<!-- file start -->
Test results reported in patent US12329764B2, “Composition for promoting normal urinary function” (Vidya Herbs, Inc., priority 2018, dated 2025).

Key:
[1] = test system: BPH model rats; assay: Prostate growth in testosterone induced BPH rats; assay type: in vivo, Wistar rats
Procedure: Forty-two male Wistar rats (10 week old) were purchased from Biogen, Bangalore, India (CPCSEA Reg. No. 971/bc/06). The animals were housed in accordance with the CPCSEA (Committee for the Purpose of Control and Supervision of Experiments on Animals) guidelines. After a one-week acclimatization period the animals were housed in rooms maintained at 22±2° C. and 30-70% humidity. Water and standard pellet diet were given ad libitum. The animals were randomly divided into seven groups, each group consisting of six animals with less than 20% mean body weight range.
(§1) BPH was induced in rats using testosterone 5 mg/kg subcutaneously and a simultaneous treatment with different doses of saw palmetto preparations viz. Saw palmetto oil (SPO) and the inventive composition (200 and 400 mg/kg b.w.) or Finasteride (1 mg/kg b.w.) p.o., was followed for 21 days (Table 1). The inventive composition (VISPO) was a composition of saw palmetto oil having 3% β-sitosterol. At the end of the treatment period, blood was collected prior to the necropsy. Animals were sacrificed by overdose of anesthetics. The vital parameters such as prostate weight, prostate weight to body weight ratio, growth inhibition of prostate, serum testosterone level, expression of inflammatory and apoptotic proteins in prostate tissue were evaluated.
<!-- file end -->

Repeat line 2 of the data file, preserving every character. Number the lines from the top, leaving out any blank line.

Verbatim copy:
Key: